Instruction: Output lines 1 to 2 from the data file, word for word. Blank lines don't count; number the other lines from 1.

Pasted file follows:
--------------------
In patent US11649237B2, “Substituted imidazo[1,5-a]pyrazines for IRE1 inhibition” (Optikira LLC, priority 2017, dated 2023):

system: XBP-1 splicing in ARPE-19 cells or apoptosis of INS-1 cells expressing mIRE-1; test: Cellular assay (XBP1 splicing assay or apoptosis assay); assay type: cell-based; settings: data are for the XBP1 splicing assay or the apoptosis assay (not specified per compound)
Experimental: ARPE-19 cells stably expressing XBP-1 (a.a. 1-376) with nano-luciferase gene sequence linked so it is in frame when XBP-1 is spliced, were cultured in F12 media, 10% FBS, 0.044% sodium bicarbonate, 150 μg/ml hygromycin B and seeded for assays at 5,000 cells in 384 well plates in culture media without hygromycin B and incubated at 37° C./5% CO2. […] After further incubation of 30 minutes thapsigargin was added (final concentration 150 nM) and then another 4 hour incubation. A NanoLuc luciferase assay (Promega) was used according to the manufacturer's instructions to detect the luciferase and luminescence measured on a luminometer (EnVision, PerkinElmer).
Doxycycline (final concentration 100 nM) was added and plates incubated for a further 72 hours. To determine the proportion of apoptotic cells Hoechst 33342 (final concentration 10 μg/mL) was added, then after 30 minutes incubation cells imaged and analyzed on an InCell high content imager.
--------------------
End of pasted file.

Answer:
In patent US11649237B2, “Substituted imidazo[1,5-a]pyrazines for IRE1 inhibition” (Optikira LLC, priority 2017, dated 2023):

system: XBP-1 splicing in ARPE-19 cells or apoptosis of INS-1 cells expressing mIRE-1; test: Cellular assay (XBP1 splicing assay or apoptosis assay); assay type: cell-based; settings: data are for the XBP1 splicing assay or the apoptosis assay (not specified per compound)